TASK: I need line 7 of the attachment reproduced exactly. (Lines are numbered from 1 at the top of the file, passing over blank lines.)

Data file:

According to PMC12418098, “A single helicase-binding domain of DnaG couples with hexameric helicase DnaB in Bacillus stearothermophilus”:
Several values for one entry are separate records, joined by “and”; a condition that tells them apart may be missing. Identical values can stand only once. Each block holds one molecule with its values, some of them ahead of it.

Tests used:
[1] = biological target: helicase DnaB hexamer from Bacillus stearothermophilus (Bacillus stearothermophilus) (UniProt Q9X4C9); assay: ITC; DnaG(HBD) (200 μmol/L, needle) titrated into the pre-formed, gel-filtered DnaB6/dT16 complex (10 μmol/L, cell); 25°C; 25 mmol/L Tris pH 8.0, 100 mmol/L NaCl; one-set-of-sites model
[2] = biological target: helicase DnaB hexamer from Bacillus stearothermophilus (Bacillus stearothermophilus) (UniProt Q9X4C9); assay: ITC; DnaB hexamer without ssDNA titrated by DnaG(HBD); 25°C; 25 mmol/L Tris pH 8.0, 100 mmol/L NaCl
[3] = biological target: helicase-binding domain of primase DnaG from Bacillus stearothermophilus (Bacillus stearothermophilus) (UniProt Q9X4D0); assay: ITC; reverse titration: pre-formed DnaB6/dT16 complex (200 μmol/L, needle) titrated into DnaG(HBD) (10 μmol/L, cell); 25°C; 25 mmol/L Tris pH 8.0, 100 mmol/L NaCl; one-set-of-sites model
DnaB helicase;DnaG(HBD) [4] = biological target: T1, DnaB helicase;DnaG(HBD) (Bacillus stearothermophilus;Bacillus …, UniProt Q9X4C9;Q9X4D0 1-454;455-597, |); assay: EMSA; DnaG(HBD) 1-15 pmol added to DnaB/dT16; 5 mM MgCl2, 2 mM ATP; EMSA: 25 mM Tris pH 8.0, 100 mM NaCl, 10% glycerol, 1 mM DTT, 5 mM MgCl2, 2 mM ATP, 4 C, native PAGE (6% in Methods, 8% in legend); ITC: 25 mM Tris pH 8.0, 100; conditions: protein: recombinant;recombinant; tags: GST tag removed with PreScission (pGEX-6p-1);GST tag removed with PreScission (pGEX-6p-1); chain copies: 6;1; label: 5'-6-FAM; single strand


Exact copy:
DnaB helicase;DnaG(HBD) [4] = biological target: T1, DnaB helicase;DnaG(HBD) (Bacillus stearothermophilus;Bacillus …, UniProt Q9X4C9;Q9X4D0 1-454;455-597, |); assay: EMSA; DnaG(HBD) 1-15 pmol added to DnaB/dT16; 5 mM MgCl2, 2 mM ATP; EMSA: 25 mM Tris pH 8.0, 100 mM NaCl, 10% glycerol, 1 mM DTT, 5 mM MgCl2, 2 mM ATP, 4 C, native PAGE (6% in Methods, 8% in legend); ITC: 25 mM Tris pH 8.0, 100; conditions: protein: recombinant;recombinant; tags: GST tag removed with PreScission (pGEX-6p-1);GST tag removed with PreScission (pGEX-6p-1); chain copies: 6;1; label: 5'-6-FAM; single strand